In terms of encouraging local capital, we see great potential in bringing corporations into VC either as suppliers of capital to funds or through in-house managed funds. As it stands, established firms in East Africa are not known to be very active in corporate venturing. Safaricom Limited in Kenya has been a pioneer in this direction, having set up its Safaricom Spark Fund that focuses on investments in tech start-ups.4 We envision that established corporations investing in and working with young enterprises could bring in the rigor of administering an established enterprise. Furthermore, the enterprises could gain competitive advantage from being exposed to the corporation’s internal resources and market. For the corporation itself, the innovation associated with start-ups could result in new product lines. Second, local savings and investment groups, known as chamas, could be another source of capital.5 Some chamas command sizeable funds that could be directed to VC activity. The challenge with the majority of chamas is their lack of investment sophistication; most stick to the well-understood areas of real estate and stocks, security being more attractive to them than high returns. The long-term horizon of VC investments does not sit well with chamas either. That said, structuring funds as investment holding companies, as suggested earlier, could be attractive to chamas, because the idea of buying shares in a holding company is familiar, and in fact some larger chamas attract members by issuing shares in the group.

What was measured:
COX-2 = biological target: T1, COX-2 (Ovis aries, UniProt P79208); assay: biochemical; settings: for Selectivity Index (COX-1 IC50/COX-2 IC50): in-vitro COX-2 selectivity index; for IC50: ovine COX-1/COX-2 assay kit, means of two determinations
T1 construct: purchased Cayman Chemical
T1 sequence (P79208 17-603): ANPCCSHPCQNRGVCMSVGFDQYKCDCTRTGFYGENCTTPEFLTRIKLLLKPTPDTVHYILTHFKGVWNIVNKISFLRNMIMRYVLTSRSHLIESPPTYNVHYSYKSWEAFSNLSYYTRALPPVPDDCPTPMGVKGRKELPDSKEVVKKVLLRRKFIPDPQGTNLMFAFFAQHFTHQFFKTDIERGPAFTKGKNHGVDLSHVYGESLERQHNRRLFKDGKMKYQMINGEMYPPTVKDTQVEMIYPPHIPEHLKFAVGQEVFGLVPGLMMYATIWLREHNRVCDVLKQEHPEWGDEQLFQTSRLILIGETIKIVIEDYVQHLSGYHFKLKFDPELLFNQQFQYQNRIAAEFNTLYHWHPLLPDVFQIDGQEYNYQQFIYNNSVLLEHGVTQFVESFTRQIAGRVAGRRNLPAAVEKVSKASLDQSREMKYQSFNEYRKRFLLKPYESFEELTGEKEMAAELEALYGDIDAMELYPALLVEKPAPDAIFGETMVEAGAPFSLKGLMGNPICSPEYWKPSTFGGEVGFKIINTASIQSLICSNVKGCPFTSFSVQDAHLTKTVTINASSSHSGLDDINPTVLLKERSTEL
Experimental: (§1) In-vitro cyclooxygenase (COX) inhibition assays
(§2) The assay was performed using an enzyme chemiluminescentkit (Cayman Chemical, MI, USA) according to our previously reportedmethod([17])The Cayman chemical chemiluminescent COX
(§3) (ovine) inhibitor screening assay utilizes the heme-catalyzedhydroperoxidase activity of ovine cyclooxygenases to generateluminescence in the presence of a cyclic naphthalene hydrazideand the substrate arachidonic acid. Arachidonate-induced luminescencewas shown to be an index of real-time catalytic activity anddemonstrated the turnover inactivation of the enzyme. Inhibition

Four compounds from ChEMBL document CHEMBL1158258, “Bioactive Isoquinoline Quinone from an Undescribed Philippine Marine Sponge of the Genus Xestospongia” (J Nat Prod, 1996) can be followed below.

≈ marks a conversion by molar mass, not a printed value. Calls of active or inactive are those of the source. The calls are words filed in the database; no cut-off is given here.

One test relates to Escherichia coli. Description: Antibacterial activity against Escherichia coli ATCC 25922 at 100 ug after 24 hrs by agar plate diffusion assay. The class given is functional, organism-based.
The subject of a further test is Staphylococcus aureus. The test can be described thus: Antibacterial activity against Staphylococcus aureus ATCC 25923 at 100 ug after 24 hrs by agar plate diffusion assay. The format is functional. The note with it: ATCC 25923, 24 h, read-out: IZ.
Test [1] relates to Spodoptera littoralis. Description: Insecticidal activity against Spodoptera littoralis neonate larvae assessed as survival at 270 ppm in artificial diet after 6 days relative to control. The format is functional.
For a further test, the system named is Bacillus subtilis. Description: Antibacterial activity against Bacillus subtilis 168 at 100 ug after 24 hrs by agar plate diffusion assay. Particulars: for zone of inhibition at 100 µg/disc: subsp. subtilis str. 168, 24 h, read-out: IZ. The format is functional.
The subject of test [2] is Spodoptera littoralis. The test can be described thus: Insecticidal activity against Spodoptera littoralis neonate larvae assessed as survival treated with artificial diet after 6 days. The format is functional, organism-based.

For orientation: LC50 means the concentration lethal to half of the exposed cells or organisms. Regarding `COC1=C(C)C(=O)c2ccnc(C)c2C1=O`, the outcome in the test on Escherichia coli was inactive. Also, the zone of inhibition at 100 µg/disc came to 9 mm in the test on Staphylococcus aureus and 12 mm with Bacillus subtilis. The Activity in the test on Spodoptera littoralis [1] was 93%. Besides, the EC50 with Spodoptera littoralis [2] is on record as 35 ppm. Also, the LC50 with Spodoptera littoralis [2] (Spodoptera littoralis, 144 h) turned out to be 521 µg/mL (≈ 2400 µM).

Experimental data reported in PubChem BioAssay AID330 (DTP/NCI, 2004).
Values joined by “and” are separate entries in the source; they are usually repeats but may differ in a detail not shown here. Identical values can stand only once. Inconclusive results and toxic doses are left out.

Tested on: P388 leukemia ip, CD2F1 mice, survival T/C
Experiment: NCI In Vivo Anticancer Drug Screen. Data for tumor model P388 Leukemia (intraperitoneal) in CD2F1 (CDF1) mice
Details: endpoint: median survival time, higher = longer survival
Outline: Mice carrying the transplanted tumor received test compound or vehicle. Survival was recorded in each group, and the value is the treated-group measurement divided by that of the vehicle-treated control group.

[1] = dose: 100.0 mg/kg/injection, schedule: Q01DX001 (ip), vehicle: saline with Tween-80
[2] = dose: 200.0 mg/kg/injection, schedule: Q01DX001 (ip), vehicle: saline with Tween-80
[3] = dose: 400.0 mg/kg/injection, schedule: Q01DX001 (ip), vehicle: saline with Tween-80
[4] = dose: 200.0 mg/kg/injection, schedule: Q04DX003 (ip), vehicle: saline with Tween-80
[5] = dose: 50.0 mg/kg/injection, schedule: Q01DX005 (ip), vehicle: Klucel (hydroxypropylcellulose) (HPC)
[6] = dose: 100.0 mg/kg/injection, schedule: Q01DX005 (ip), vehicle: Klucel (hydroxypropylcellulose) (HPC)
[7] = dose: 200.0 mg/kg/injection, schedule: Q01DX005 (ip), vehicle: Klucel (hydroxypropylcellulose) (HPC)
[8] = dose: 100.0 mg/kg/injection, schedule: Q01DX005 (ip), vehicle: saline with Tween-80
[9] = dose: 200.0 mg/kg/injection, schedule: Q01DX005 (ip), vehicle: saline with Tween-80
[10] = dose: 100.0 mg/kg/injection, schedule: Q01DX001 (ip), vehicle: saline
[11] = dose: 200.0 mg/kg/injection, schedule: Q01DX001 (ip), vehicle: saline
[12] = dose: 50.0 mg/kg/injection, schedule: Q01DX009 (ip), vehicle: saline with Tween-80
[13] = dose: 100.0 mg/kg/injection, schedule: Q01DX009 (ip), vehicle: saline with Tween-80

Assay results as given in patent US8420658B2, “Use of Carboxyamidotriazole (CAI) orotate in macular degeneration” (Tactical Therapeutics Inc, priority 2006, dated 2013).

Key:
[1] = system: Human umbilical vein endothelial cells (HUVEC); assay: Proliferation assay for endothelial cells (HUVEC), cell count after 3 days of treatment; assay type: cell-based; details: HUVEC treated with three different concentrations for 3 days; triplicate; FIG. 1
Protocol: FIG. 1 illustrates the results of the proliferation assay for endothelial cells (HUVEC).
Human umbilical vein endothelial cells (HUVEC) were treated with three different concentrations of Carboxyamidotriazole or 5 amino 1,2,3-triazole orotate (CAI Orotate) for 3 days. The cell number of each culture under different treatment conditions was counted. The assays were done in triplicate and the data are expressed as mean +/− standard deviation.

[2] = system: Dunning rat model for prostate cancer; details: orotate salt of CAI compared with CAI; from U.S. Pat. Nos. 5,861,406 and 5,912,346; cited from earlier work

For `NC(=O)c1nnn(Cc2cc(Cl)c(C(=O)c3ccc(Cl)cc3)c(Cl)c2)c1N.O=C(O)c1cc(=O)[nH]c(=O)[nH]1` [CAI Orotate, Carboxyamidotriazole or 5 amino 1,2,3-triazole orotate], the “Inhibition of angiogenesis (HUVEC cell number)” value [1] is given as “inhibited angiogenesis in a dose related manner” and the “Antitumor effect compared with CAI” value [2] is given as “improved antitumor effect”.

We see also two additional interesting avenues that could be explored to improve the entrepreneurship supply: introduce venture builders and search funds. Venture builders are outfits that create start-ups internally using shared resources, develop them, and then spin them off (as distinct from accelerators, which solicit external entrepreneurs and ventures). We are familiar with at least one venture builder—Brave Ventures—that is in its formative stages in Kenya.6 Search funds, by contrast, have investors in the fund financially supporting an entrepreneur’s efforts to locate, acquire, manage, and grow an existing privately held company. To our knowledge, there is only one active search fund in the region (Kolarova et al. 2014). However, these two avenues cannot really create new entrepreneurs at scale. Only a thriving opportunity-driven entrepreneurship culture will produce the kind of deal flow investors are looking for.